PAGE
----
Homebrew drive enclosure

Silencing hard drives, optical drives and other storage devices

Moderators: NeilBlanchard, Ralf Hutter, sthayashi, Lawrence Lee

Le_Gritche
Posts: 140
Joined: Wed Jan 18, 2006 4:57 am
Location: France, Lyon

Post by Le_Gritche » Thu Apr 20, 2006 5:42 am

slimeballzz wrote:I don't think I can get the "Ucarcide" though =\
According to your link, "UCARCIDE™ 250 Preservative is a broad spectrum biocide, which is highly effective against bacteria, fungi and yeast..."
Why not use one droplet of bleach ? It should prevent the water from becoming foul.
Maybe you don't even have to do it, as tap water usually contains some, to protect it from infection during the trip to your home.
I don't know the long term effect of it on the integrity of the plastic material, but that should be fine.

slimeballzz
Posts: 268
Joined: Tue Mar 11, 2003 5:17 pm
Location: Canada

Post by slimeballzz » Thu Apr 20, 2006 3:38 pm

Le_Gritche wrote:
slimeballzz wrote:I don't think I can get the "Ucarcide" though =\
According to your link, "UCARCIDE™ 250 Preservative is a broad spectrum biocide, which is highly effective against bacteria, fungi and yeast..."
Why not use one droplet of bleach ? It should prevent the water from becoming foul.
Maybe you don't even have to do it, as tap water usually contains some, to protect it from infection during the trip to your home.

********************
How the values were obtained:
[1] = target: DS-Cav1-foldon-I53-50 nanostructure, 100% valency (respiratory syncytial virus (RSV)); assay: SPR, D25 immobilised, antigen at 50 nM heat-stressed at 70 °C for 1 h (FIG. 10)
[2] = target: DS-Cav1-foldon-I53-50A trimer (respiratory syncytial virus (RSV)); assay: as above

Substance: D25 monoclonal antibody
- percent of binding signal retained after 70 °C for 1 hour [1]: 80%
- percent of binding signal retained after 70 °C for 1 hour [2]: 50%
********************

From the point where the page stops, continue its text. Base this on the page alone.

I don't know the long term effect of it on the integrity of the plastic material, but that should be fine.
Hmm I'm starting to think it doesn't really matter what is in the packaging as long as it is in a gel form and can transfer heat.

BillTodd
Posts: 132
Joined: Wed Apr 05, 2006 4:10 am
Location: Colchester (nuked in 1984)
Contact:

Re: Homebrew drive enclosure

Post by BillTodd » Sat Aug 12, 2006 6:39 am

alleycat wrote:Although suspension is good, I still found that even a NIDEC Samsung is still the loudest component in my system. I've come to the conclusion that the only way to get rid of its insidious noise is by using an enclosure. I decided to make my own using easily obtainable parts and tools, and not a lot of precision or skill involved. I've had this setup for a few months now, and it is impossible to detect that there is even a hard drive in my PC.

EDIT: updated link
Snap!

http://homepage.ntlworld.com/bill_todd/ ... /shdd.html

alleycat
Posts: 740
Joined: Sun Oct 20, 2002 10:32 am
Location: Melbourne, Australia

Post by alleycat » Sun Aug 13, 2006 4:38 am

Ha! That's funny. What made you think of using gel packs? For me it was only after another forum member described her idea of sitting an HD on a coolpack that I eventually put 2 and 2 together. Otherwise I would never have thought of making the enclosure...